by Dan Van Ness David Daubney has been awarded the 2011 International Prize for Restorative Justice in recognition of the public policy leadership he has provided in support of restorative justice. The presentation was made during the Prison Fellowship World Convocation underway in Toronto, Canada from 28 June – 2 July, 2011. Daubney’s interest in restorative justice began twenty five years ago when he was a Member of Parliament, chairing the House of Commons Standing Committee on Justice. The Committee was engaged in a year-long study of public and professional attitudes about crime and criminal justice. As it conducted hearings across Canada, its members began to hear about a concept that was new to all of them: restorative justice. They heard from grassroots organizations operating victim offender reconciliation programs in Canada and from crime victims who spoke about the personal healing they had received from their involvement in these programs. The Committee was so impressed that it recommended in its 1987 report “Taking Responsibility” – known to many as the Daubney Report – that restorative values and principles be incorporated into the Canadian Criminal Code.
Located in Restorative Justice Online Blog -- RJOB
Isle of Man criminal justice system 'to reach 21st Century'
from the article on BBC News: Home Affairs Minister Juan Watterson said "languishing in prison cells" was not a good way for inmates to "pay their debt to society". ....One of the key areas under scrutiny is dealing with offenders after they have served their jail term. "We already have community service but we could do more things around restorative justice, actually putting back what you have done wrong rather than low level beach cleans for example, which is what we have now," continued Mr Watterson.
Located in Restorative Justice Online Blog -- RJOB
Restorative justice is a chance to heal, listen
From Mark Hare's column in Democrat and Chronicle: Several days ago, I wrote about the demographic crisis in many city neighborhoods that is a breeding ground for violent crime. Despite a two-year drop in homicides and violent crime, there is trouble ahead if those neighborhoods are not restored. That's where the idea of restorative justice comes in. With the advent of harsher sentencing laws in the 1970s, coupled with increased poverty, huge numbers of young men were swept off city streets and into prison. Incarceration rates put stable marriages and families further out of reach, and led to even more poverty — with all that implies. Young men are still being incarcerated, and large numbers of parolees are being released back to the neighborhoods, but they are unprepared either for jobs or family life. Partners in Restorative Initiatives, a 9-year-old local agency, could be part of the solution.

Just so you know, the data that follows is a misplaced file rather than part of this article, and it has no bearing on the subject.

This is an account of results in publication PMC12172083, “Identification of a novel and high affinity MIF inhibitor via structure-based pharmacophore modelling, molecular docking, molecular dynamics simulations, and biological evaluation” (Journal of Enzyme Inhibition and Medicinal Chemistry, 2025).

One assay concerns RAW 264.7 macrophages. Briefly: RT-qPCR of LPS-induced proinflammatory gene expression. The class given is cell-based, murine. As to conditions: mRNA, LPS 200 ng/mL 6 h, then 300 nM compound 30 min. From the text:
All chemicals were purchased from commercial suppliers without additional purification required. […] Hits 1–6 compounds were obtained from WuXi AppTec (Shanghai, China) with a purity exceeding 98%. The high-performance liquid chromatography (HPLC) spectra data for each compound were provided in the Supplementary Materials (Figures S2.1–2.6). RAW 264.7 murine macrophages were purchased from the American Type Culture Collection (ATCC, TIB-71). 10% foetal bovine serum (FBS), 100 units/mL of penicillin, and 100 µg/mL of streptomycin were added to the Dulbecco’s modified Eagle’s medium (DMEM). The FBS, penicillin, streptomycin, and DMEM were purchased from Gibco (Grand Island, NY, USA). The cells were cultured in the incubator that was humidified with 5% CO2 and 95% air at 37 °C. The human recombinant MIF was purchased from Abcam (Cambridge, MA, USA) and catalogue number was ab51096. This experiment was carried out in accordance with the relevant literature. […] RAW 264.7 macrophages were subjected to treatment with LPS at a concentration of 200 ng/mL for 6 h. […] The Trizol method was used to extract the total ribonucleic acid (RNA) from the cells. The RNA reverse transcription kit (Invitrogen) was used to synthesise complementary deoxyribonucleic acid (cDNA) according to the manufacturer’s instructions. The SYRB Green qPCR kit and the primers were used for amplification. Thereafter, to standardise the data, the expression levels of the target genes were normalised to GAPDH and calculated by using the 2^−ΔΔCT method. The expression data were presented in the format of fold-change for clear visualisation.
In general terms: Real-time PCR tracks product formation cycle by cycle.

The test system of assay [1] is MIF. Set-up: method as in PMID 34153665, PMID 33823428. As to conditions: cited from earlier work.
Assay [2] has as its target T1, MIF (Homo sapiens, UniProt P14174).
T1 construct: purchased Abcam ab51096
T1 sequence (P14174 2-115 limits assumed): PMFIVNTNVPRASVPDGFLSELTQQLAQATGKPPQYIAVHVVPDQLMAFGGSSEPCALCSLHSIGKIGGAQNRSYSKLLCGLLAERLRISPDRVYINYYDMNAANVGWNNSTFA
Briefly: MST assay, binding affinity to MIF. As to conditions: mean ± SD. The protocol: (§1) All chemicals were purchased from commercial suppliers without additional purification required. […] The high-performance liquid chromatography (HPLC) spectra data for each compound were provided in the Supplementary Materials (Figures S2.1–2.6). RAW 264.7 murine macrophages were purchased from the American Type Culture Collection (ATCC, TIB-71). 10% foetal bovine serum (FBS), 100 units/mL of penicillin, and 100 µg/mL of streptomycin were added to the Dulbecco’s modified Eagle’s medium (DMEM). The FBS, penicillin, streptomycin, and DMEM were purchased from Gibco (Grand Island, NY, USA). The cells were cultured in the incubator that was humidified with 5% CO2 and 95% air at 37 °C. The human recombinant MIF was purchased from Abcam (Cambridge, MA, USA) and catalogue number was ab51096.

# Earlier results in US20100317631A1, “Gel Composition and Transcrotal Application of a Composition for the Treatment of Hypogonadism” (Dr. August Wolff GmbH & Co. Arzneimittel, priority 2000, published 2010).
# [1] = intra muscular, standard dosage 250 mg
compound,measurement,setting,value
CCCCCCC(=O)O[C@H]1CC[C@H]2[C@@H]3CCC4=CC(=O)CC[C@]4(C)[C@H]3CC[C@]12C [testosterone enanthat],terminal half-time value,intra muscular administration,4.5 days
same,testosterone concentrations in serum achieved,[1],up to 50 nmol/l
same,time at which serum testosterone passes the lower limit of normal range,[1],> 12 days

Located in Restorative Justice Online Blog -- RJOB
A comment on Do Better Do Less: The report of the Commission on English Prisons Today
The Commission on English Prisons Today is an independent commission set up in 2007 by the Howard League for Penal Reform. Its 77-page report details the growth in prison population in the UK, accompanied by a rise in the reconviction rate, and aggravated by 49 ‘law-and-order’ laws between 1980 and 2009. By contrast England in 1908-39, and Finland in 1960-2000, have shown that imprisonment can be deliberately reduced with no effect on the crime rate. Scotland is planning to do likewise.
Located in Restorative Justice Online Blog -- RJOB
On delivering nuanced messages in a soundbite culture
"Trendy 'restorative justice' schemes to stamp out bullying at schools 'do not work'," the headline trumpeted. The article by Laura Clark on Mail Online (the website of the Daily Mail) began in the same vein: "Trendy 'no punishment' approaches to tackling bullying are not working in many schools, a researcher warned yesterday. More than 600 schools use 'restorative justice' techniques which allow bullies to escape punishment if they face their victims and apologise. But a Cambridge University academic told a conference the approach has been 'widely exaggerated' as a remedy for bullying."
Located in Restorative Justice Online Blog -- RJOB